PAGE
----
Justice said while West Virginia COVID-19 numbers are something most other states would be envious of, they are trending the wrong way. The number of active cases in two of the state’s hotspots, Kanawha and Monongalia counties, has dropped, Justice said.
There are 94 people in the state who are hospitalized due to the virus, Justice said.
Justice also provided an update on an outbreak at a nursing home in Mercer County. Two people have died and 23 staff members and 19 residents have tested positive for the virus. Justice and state health officials attributed the original cause of the outbreak as coming from Myrtle Beach.
Everyone at the nursing home is currently being retested for the virus, according to Justice and state health officials.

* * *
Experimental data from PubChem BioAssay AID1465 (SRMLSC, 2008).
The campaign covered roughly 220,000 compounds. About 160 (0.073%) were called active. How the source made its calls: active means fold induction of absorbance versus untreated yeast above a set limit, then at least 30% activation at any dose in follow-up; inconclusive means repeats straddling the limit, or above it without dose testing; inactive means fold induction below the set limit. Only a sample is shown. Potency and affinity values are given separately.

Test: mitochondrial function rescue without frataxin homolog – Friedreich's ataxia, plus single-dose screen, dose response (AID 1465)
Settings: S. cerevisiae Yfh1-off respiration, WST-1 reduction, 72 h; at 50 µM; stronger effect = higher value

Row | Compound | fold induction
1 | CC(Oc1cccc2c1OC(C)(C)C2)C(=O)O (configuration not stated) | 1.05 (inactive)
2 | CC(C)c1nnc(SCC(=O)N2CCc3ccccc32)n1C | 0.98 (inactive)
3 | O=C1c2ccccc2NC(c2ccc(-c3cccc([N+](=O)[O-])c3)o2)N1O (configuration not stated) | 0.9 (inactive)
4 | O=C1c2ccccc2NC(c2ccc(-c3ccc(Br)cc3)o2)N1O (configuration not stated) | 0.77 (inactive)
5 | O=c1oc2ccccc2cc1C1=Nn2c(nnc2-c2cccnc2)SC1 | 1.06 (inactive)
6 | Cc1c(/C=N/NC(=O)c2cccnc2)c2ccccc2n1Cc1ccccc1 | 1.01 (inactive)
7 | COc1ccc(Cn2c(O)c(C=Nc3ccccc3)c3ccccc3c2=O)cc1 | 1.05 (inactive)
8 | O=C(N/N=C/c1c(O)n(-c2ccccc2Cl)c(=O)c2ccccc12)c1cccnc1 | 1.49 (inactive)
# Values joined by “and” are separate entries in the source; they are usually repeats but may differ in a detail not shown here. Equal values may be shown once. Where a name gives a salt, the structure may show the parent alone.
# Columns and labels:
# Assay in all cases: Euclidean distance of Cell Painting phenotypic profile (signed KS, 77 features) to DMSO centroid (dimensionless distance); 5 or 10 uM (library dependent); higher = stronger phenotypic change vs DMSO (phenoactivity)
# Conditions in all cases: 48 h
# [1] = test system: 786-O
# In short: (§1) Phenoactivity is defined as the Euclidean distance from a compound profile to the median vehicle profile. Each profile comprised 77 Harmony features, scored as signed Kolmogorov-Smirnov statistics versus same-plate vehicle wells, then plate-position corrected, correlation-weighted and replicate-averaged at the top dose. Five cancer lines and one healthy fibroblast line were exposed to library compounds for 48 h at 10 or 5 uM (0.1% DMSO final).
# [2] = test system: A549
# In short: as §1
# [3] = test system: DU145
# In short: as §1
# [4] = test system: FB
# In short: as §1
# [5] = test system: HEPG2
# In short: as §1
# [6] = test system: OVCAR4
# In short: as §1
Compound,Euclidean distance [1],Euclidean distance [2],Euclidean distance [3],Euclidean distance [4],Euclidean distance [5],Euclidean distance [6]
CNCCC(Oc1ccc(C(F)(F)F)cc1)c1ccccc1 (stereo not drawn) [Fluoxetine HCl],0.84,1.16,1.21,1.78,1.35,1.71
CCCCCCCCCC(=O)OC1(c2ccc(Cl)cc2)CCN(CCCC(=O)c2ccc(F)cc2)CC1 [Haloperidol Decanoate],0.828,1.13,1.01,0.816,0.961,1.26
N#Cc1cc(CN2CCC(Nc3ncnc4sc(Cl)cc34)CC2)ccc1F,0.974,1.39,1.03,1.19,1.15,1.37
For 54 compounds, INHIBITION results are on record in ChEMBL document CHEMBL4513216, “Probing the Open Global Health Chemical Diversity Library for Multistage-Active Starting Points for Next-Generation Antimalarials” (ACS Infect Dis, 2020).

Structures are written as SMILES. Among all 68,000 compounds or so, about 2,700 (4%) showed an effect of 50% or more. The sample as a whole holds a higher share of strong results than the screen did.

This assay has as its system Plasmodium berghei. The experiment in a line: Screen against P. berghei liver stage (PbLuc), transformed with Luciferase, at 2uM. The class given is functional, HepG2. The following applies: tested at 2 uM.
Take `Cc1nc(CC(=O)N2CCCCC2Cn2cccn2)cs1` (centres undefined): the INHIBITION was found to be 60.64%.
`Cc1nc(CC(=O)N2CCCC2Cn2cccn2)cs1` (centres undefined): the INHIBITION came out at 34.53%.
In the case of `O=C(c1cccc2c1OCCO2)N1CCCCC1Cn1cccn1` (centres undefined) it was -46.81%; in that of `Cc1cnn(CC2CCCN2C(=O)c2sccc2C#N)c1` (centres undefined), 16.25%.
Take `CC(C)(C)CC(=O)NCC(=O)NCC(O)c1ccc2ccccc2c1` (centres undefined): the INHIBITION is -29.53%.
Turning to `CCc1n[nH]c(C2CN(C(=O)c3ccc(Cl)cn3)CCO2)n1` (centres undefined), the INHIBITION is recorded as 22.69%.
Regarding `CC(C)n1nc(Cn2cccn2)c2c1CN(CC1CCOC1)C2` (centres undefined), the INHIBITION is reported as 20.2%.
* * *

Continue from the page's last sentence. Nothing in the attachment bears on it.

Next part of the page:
Justice and state officials addressed the delay in getting testing results back, saying the state’s local lab has improved its turnaround time from eight days to four or five days, while national labs have assured the state they are also improving times.
A lab at West Virginia University should be up and running by the end of August, Justice said.
Justice also talked about school reopening plans. Justice says “nothing is etched in stone” and those local counties will know what is best.
He used Doddridge County, which has three active cases, as an example of a place better suited to have traditional schools, as compared to a place like Monongalia County, which has 136 active cases and a large number of college students set to return.
In terms of the Sept. 8 school opening date, Justice said people will have to be prepared to pivot as we get closer to the date. Justice said he still believes students in the state will be able to go back to school while they, teachers, and personnel are protected.
When asked about the possibility of teacher strikes related to COVID-19 safety concerns, Justice said he hopes “we don’t get to that,” but he understands the concern, particularly with the age of some teachers.
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